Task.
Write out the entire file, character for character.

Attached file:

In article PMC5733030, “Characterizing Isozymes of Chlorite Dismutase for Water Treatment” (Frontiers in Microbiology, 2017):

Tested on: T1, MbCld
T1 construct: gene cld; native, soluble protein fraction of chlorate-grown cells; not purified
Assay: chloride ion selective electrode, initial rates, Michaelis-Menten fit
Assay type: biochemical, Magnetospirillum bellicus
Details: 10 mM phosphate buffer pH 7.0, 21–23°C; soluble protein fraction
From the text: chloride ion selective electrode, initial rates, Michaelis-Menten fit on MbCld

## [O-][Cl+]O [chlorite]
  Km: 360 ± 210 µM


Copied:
In article PMC5733030, “Characterizing Isozymes of Chlorite Dismutase for Water Treatment” (Frontiers in Microbiology, 2017):

Tested on: T1, MbCld
T1 construct: gene cld; native, soluble protein fraction of chlorate-grown cells; not purified
Assay: chloride ion selective electrode, initial rates, Michaelis-Menten fit
Assay type: biochemical, Magnetospirillum bellicus
Details: 10 mM phosphate buffer pH 7.0, 21–23°C; soluble protein fraction
From the text: chloride ion selective electrode, initial rates, Michaelis-Menten fit on MbCld

## [O-][Cl+]O [chlorite]
  Km: 360 ± 210 µM